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CleanSound

CleanSound

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I was sent Kilppel data showing the close match of the LEs. Regarding the SEs, Perlisten has everything to gain from trying to honest and the best they can. I cannot say I was ever disappointed in my SEs’ sound. My move to the LEs had nothing to do with the sound of my SEs. I suppose my motive was I could afford them and knew they would likely be an improvement—however slight.
Watching a Audioholics video with Roemer, it sounded like pair matching for LE was hard and the best he's ever done, which leads me to think pair matching for SE is also an accomplishment of it's own.

I am happy with the SE, the next speaker will be DSP controlled and it looks like Perlisten may be working on one in the future.
 

MAB

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I'll kick it off. I have the S7t, what I noticed is that if I don't toe them in, the bass is very sloppy/muddy and boomy. Once I toe them in, it's a world of a difference, that's when I get the Perlisten experience. I need to toe them in where the tweeters hits my shoulder when in listening position to get that optimal sound.

This issue occurs in two very different rooms, which leaves me thinking it's less likely room mode.
  1. What do you think is the cause of it?
  2. Is there any negative effect on sound staging (or others) for the speakers to be toe in to the point I have it?
  3. Anyone knows what Perlisten's recommendations are for speaker placement?
Nice speakers.
And they publish data. So double-nice.
1706459700027.png

For sure the frequency response at the listening position will change due to the off-axis behavior. And the resulting ratio of direct and reflected sound. But if you just angle the speakers and don't move them, the bass won't change very much at all. Bass is omnidirectional, higher frequencies are directional.

For example, here is a speaker with fairly flat anechoic response in a bare room with nothing but concrete walls. The measurements are dominated by the response of the room which has large modes in this setup at 40 and 100Hz. The speaker is measured at the main listening position with both no toe-in, and toe-in of 10 degrees.
1706464495561.png

There is 1-2dB of treble attenuation, which is predicted from this speaker's spinorama data.:cool: But the bass didn't change one bit.

To further illustrate, I rotated the speaker through 180 degrees being careful to not change the position relative to the wall. This is an obviously absurd experiment with the speaker pointed in all sorts of wrong directions, but I want to illustrate what actually affects bass, and what does not.
1706465018594.png

The 40Hz node and the response below 80Hz doesn't change! The 100Hz node does, change which doesn't surprise me since the speaker is close to the back wall in this measurement and even a small positional change relative to the wall will have an effect. SPL below 30Hz also changes just a bit. Next I will show this is all due to my inability to rotate the speaker precisely on it's acoustic axis!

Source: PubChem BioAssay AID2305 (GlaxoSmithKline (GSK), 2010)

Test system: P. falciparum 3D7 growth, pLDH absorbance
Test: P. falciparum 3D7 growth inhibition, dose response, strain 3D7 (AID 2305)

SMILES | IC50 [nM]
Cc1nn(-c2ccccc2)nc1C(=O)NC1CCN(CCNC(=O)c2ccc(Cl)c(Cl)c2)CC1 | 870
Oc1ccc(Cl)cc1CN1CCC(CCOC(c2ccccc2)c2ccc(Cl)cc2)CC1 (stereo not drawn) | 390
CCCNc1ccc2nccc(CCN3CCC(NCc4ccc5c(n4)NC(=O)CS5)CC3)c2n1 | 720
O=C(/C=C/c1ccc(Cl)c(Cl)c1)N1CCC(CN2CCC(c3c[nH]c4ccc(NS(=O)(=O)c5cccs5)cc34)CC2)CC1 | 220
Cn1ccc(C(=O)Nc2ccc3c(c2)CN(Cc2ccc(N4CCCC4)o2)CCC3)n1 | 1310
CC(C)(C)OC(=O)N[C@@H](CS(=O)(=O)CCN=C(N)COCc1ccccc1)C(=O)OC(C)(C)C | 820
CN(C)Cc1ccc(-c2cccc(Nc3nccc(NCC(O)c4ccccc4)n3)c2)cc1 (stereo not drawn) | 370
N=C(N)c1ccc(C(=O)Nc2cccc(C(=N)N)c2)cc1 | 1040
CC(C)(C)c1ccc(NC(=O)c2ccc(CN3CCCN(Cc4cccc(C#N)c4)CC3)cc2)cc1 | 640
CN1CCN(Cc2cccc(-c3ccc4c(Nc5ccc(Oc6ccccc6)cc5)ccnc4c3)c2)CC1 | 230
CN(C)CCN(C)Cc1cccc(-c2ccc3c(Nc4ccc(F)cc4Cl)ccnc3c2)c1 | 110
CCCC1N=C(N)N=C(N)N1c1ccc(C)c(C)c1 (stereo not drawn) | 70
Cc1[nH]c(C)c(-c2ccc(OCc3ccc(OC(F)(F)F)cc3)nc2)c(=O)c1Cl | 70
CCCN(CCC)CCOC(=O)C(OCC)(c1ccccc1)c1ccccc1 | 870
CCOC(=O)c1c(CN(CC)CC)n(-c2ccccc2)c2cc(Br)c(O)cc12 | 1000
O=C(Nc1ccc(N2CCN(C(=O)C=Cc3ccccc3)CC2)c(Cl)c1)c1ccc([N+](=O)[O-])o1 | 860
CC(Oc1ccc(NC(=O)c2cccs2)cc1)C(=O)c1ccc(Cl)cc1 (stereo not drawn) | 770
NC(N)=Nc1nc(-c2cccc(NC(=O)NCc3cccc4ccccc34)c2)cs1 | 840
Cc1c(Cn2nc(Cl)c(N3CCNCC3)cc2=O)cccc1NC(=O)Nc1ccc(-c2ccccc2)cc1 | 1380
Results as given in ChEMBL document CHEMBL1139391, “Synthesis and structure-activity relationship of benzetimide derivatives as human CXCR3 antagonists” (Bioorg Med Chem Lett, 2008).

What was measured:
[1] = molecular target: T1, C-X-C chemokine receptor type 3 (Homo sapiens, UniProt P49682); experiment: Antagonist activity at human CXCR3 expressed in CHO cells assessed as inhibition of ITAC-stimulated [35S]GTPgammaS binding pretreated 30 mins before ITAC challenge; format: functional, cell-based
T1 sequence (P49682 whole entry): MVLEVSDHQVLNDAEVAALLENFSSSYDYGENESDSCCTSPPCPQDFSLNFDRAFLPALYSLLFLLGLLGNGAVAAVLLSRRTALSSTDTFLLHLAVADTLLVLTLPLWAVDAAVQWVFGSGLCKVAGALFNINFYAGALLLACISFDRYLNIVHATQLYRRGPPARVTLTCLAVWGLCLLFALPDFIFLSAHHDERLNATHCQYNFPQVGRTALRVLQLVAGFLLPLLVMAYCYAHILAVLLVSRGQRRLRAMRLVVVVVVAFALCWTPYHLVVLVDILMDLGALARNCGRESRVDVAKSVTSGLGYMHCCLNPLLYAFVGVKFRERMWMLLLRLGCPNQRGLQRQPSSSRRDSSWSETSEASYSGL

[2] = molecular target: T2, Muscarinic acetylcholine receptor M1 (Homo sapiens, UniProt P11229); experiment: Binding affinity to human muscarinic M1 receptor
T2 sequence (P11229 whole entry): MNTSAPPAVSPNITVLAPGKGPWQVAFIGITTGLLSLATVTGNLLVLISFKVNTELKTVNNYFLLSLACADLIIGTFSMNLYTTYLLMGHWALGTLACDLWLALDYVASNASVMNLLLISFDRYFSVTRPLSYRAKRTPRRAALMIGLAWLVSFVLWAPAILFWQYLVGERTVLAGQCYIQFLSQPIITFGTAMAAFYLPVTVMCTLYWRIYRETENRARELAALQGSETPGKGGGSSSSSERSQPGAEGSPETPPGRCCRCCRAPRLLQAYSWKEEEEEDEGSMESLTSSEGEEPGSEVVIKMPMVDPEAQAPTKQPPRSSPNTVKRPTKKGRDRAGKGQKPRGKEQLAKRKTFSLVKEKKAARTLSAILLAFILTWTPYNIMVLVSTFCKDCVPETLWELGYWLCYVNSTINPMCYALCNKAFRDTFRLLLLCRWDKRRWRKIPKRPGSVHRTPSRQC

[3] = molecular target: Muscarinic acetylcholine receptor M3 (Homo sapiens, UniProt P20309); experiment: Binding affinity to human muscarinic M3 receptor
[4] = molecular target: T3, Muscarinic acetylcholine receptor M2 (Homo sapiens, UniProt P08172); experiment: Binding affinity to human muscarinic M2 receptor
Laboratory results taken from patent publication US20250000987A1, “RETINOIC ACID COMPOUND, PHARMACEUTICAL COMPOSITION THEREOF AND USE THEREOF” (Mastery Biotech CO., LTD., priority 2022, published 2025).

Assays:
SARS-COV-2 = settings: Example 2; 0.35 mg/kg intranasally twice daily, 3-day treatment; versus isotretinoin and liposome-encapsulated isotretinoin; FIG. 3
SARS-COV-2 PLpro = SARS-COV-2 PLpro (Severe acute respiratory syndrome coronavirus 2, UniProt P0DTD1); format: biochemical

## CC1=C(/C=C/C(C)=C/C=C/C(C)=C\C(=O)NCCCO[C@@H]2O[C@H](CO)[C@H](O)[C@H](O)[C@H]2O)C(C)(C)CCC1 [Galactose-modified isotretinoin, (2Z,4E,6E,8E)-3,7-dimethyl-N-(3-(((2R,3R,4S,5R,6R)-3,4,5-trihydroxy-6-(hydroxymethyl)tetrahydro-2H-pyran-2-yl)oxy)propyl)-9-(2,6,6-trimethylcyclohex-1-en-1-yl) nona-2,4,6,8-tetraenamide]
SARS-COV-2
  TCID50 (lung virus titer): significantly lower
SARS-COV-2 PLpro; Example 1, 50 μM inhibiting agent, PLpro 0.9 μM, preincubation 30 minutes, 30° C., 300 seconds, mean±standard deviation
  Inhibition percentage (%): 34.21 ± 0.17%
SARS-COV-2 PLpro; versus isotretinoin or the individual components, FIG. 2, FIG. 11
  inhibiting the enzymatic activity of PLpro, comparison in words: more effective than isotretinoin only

Here are measurements of the same speaker in the same area of my room from the same MLP. but now facing out (no toe-in) at various distances from the center of the speaker to the back wall:
1706467165014.png

Here they are separated for clarity:
1706467250418.png

The 12" measurement, the speaker's port is about 7" from the back wall. Moving the speaker like this does modulate the 100Hz null and the higher order nulls, which are caused by comb filtering as discussed here:
1706466689273.png


This explains the change in the 100Hz.

How about the stuff below 30Hz? Some of that is the heavy equipment cleaning up the downed trees in our neighborhood affecting the measurement, I can see the subsonic energy in RTA. Also the room mode is sensitive to left-right positioning, and rotating the speaker isn't a perfect rotation since the speaker is finite size.

In summary, toeing in your Perlisten isn't changing the bass, unless you also moved it closer or further from the walls. Toe-in does affect the treble, which can/will alter your perception of the bass, but this is typically subtle and not really a likely explanation for why a speaker such as a S7t produces "very sloppy bass" with certain toe-in angles. If you changed the position of the speaker relative to the side or back walls, then that will affect the bass. However, the most likely explanation is the most common one in audio, you expected a change and you heard one because of expectation bias.
 
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CleanSound

CleanSound

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Nice speakers.
And they publish data. So double-nice.
View attachment 345728